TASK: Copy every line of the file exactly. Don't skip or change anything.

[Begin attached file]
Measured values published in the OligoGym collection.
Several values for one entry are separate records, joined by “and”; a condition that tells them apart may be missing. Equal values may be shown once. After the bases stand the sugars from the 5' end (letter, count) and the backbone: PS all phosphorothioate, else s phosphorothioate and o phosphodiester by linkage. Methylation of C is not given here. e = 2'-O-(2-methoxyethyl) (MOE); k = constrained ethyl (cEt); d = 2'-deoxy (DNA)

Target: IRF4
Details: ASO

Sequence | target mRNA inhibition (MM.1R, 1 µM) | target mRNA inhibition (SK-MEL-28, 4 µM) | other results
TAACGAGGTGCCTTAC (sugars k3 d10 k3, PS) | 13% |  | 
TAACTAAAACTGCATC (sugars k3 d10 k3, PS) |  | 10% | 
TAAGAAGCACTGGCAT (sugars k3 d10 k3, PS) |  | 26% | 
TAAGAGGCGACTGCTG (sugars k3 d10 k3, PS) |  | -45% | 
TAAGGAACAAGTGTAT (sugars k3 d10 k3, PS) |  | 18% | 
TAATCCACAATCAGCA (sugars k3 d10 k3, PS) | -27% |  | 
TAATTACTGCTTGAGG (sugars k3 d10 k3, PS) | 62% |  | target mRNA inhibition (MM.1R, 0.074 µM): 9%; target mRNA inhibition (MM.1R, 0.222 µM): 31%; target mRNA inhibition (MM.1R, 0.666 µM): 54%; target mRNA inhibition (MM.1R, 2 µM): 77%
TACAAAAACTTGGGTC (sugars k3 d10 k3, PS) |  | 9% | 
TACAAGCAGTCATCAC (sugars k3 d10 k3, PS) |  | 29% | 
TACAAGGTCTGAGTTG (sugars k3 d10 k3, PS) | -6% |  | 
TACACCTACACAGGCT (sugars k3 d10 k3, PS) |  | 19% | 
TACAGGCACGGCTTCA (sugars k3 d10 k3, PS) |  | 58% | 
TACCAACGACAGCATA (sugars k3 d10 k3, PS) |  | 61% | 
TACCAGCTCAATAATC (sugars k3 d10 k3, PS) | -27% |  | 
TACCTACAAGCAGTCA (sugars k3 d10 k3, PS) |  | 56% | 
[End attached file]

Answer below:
Measured values published in the OligoGym collection.
Several values for one entry are separate records, joined by “and”; a condition that tells them apart may be missing. Equal values may be shown once. After the bases stand the sugars from the 5' end (letter, count) and the backbone: PS all phosphorothioate, else s phosphorothioate and o phosphodiester by linkage. Methylation of C is not given here. e = 2'-O-(2-methoxyethyl) (MOE); k = constrained ethyl (cEt); d = 2'-deoxy (DNA)

Target: IRF4
Details: ASO

Sequence | target mRNA inhibition (MM.1R, 1 µM) | target mRNA inhibition (SK-MEL-28, 4 µM) | other results
TAACGAGGTGCCTTAC (sugars k3 d10 k3, PS) | 13% |  | 
TAACTAAAACTGCATC (sugars k3 d10 k3, PS) |  | 10% | 
TAAGAAGCACTGGCAT (sugars k3 d10 k3, PS) |  | 26% | 
TAAGAGGCGACTGCTG (sugars k3 d10 k3, PS) |  | -45% | 
TAAGGAACAAGTGTAT (sugars k3 d10 k3, PS) |  | 18% | 
TAATCCACAATCAGCA (sugars k3 d10 k3, PS) | -27% |  | 
TAATTACTGCTTGAGG (sugars k3 d10 k3, PS) | 62% |  | target mRNA inhibition (MM.1R, 0.074 µM): 9%; target mRNA inhibition (MM.1R, 0.222 µM): 31%; target mRNA inhibition (MM.1R, 0.666 µM): 54%; target mRNA inhibition (MM.1R, 2 µM): 77%
TACAAAAACTTGGGTC (sugars k3 d10 k3, PS) |  | 9% | 
TACAAGCAGTCATCAC (sugars k3 d10 k3, PS) |  | 29% | 
TACAAGGTCTGAGTTG (sugars k3 d10 k3, PS) | -6% |  | 
TACACCTACACAGGCT (sugars k3 d10 k3, PS) |  | 19% | 
TACAGGCACGGCTTCA (sugars k3 d10 k3, PS) |  | 58% | 
TACCAACGACAGCATA (sugars k3 d10 k3, PS) |  | 61% | 
TACCAGCTCAATAATC (sugars k3 d10 k3, PS) | -27% |  | 
TACCTACAAGCAGTCA (sugars k3 d10 k3, PS) |  | 56% | 